As China continues its rise in world stature, the country is making its mark on American residential real estate. Recent figures show that China led the way in foreign purchases of U.S. real estate last year.
Chinese buyers accounted for 24% of all foreign sales last year, according to the National Association of Realtors’ annual survey of international property sales. They spent $22 billion on U.S. real estate between March 2013 to March 2014, $12.8 billion (19%) over the previous survey period.
Canada also ranked high, with 15% of all international purchases in the U.S., followed by United Kingdom (6%); India (6%); and Mexico (5%).
In fact, foreign sales of U.S. real estate are up significantly all around. Such purchases rose by a whopping 35% last year, totaling $92.2 billion. That represents 7% of all sales of previously-owned homes in that time period.
Experts cite the dollar’s weakness against some foreign currencies as one of the reasons for the increase. Steve Brown, president of the NAR, also credits “attractive prices” and “economic stability” in this country.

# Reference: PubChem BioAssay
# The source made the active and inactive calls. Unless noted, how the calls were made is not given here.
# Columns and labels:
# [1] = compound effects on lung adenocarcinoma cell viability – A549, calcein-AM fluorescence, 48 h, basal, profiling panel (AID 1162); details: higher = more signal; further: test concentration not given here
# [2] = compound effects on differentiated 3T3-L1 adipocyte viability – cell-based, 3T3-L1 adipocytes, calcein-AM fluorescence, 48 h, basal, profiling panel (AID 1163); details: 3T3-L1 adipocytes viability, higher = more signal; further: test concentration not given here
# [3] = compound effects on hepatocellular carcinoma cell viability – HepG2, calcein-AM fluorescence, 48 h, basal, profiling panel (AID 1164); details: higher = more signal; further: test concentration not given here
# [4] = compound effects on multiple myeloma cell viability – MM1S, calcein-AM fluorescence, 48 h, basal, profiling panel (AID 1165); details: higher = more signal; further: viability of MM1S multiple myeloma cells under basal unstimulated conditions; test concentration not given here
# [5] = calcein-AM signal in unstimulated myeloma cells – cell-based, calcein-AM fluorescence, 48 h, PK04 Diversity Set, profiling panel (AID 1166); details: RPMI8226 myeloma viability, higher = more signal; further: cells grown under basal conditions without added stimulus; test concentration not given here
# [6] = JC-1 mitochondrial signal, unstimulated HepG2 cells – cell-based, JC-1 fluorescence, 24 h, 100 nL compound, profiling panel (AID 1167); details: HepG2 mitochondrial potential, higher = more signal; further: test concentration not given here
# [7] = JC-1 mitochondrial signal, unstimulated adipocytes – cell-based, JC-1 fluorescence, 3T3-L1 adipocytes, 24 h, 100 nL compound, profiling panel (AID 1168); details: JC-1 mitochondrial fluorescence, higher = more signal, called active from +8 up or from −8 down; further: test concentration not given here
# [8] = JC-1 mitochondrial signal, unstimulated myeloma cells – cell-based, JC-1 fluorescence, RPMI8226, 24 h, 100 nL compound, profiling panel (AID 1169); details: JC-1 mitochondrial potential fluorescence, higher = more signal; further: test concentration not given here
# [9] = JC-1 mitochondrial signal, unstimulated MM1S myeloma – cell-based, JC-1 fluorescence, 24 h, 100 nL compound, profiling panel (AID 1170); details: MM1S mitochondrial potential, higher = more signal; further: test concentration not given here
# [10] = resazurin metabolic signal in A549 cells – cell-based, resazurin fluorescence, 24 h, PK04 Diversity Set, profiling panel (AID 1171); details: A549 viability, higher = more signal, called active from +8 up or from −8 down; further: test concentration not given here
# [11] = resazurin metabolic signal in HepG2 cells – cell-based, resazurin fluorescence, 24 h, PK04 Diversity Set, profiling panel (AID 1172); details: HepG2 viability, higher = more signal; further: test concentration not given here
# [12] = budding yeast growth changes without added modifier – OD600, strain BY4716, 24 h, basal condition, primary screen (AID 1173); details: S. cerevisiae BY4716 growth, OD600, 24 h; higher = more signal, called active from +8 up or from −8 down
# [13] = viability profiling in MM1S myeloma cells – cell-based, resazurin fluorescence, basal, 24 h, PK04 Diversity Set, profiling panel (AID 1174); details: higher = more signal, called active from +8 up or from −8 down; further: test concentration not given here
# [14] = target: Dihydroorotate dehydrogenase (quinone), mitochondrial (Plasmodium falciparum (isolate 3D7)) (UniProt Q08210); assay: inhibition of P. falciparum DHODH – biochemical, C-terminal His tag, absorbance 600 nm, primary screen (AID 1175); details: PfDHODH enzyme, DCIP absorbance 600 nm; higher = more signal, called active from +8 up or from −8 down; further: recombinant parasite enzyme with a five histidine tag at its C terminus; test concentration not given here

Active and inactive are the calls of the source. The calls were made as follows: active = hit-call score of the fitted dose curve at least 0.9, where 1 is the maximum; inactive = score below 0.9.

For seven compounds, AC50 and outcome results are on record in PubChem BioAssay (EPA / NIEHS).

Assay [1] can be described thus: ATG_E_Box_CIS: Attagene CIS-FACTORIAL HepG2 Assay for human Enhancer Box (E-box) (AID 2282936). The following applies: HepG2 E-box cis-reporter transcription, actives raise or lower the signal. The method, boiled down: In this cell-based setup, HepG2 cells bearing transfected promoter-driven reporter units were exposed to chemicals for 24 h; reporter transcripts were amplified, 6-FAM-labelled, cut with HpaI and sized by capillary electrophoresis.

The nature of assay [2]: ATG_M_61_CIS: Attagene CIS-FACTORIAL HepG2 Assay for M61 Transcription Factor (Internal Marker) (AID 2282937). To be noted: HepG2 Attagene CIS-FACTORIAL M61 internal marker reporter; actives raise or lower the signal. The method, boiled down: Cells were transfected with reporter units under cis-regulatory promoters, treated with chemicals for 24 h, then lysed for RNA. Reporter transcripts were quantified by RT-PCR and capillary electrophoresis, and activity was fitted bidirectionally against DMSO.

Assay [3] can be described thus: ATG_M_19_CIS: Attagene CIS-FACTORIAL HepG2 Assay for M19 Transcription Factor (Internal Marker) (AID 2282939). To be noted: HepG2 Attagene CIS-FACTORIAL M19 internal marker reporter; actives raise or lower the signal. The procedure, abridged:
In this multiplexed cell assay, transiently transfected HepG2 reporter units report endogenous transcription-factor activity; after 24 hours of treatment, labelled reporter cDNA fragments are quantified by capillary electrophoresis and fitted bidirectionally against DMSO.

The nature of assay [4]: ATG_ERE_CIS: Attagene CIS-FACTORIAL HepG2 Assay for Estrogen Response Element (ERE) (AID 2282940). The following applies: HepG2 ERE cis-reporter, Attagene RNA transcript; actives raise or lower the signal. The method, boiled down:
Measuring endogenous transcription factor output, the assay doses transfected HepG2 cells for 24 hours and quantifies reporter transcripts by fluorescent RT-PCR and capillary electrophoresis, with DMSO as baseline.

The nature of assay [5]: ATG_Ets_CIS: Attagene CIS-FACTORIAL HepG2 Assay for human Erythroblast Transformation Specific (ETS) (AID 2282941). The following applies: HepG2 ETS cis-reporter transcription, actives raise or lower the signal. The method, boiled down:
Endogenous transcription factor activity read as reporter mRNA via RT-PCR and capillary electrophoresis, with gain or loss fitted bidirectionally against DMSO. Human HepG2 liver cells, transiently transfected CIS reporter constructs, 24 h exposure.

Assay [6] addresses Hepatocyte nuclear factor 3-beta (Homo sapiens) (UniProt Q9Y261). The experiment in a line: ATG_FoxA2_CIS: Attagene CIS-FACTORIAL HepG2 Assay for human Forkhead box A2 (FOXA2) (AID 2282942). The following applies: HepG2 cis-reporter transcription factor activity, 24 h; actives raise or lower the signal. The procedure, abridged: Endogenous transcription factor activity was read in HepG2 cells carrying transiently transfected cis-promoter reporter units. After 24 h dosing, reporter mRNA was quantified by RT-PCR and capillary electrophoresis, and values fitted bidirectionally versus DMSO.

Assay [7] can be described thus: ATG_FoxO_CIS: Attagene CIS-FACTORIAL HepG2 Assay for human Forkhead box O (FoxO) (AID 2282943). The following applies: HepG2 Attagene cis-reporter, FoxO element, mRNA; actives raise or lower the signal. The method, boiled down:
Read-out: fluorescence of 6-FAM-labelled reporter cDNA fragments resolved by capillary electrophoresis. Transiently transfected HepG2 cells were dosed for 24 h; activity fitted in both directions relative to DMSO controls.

Another statistic might also shed light on the reason: Two of the same countries credited with significant U.S. purchases — the UK and Canada — boast some of the most overpriced housing markets, according to the Organization for Economic Cooperation and Development (OECD).
Meanwhile, if you’re looking for value outside of America, consider Japan. Housing prices in Tokyo are “significantly undervalued,” according to the same OECD study. Based on a ratio of home prices to average income, homes in Japan are undervalued by approximately 37%.
Interested in learning more about how foreign investments are affecting the Denver real estate market? Contact one of our agents to learn more.